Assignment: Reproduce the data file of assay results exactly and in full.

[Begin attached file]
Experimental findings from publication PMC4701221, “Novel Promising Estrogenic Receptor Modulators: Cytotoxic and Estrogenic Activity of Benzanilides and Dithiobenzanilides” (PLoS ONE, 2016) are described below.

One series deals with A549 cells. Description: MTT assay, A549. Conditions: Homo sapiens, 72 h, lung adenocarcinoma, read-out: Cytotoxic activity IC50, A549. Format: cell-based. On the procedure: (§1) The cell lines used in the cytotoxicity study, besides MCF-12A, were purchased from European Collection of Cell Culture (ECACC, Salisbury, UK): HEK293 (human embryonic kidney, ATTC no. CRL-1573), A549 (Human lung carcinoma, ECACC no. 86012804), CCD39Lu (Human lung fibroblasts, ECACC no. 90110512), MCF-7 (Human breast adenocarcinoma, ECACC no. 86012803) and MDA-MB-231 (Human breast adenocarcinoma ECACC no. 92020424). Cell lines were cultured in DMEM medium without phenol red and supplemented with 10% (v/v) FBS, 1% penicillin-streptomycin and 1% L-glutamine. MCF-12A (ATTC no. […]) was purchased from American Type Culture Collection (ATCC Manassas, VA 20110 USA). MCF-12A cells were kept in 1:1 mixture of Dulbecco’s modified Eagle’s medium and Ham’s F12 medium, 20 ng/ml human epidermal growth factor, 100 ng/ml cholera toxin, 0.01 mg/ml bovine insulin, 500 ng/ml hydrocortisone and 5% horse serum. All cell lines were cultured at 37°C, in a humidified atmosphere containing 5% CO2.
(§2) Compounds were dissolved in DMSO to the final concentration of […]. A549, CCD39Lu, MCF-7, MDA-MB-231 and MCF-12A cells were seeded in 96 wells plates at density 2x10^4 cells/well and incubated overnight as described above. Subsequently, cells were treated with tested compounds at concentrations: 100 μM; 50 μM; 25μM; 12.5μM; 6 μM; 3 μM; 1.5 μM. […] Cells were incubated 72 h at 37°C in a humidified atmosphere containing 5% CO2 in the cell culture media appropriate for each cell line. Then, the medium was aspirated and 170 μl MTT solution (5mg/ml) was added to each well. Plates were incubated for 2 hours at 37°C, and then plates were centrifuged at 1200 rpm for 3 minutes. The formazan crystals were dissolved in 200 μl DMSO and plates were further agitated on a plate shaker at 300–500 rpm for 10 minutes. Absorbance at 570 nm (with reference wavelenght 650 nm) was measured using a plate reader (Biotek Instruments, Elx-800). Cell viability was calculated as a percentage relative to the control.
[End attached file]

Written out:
Experimental findings from publication PMC4701221, “Novel Promising Estrogenic Receptor Modulators: Cytotoxic and Estrogenic Activity of Benzanilides and Dithiobenzanilides” (PLoS ONE, 2016) are described below.

One series deals with A549 cells. Description: MTT assay, A549. Conditions: Homo sapiens, 72 h, lung adenocarcinoma, read-out: Cytotoxic activity IC50, A549. Format: cell-based. On the procedure: (§1) The cell lines used in the cytotoxicity study, besides MCF-12A, were purchased from European Collection of Cell Culture (ECACC, Salisbury, UK): HEK293 (human embryonic kidney, ATTC no. CRL-1573), A549 (Human lung carcinoma, ECACC no. 86012804), CCD39Lu (Human lung fibroblasts, ECACC no. 90110512), MCF-7 (Human breast adenocarcinoma, ECACC no. 86012803) and MDA-MB-231 (Human breast adenocarcinoma ECACC no. 92020424). Cell lines were cultured in DMEM medium without phenol red and supplemented with 10% (v/v) FBS, 1% penicillin-streptomycin and 1% L-glutamine. MCF-12A (ATTC no. […]) was purchased from American Type Culture Collection (ATCC Manassas, VA 20110 USA). MCF-12A cells were kept in 1:1 mixture of Dulbecco’s modified Eagle’s medium and Ham’s F12 medium, 20 ng/ml human epidermal growth factor, 100 ng/ml cholera toxin, 0.01 mg/ml bovine insulin, 500 ng/ml hydrocortisone and 5% horse serum. All cell lines were cultured at 37°C, in a humidified atmosphere containing 5% CO2.
(§2) Compounds were dissolved in DMSO to the final concentration of […]. A549, CCD39Lu, MCF-7, MDA-MB-231 and MCF-12A cells were seeded in 96 wells plates at density 2x10^4 cells/well and incubated overnight as described above. Subsequently, cells were treated with tested compounds at concentrations: 100 μM; 50 μM; 25μM; 12.5μM; 6 μM; 3 μM; 1.5 μM. […] Cells were incubated 72 h at 37°C in a humidified atmosphere containing 5% CO2 in the cell culture media appropriate for each cell line. Then, the medium was aspirated and 170 μl MTT solution (5mg/ml) was added to each well. Plates were incubated for 2 hours at 37°C, and then plates were centrifuged at 1200 rpm for 3 minutes. The formazan crystals were dissolved in 200 μl DMSO and plates were further agitated on a plate shaker at 300–500 rpm for 10 minutes. Absorbance at 570 nm (with reference wavelenght 650 nm) was measured using a plate reader (Biotek Instruments, Elx-800). Cell viability was calculated as a percentage relative to the control.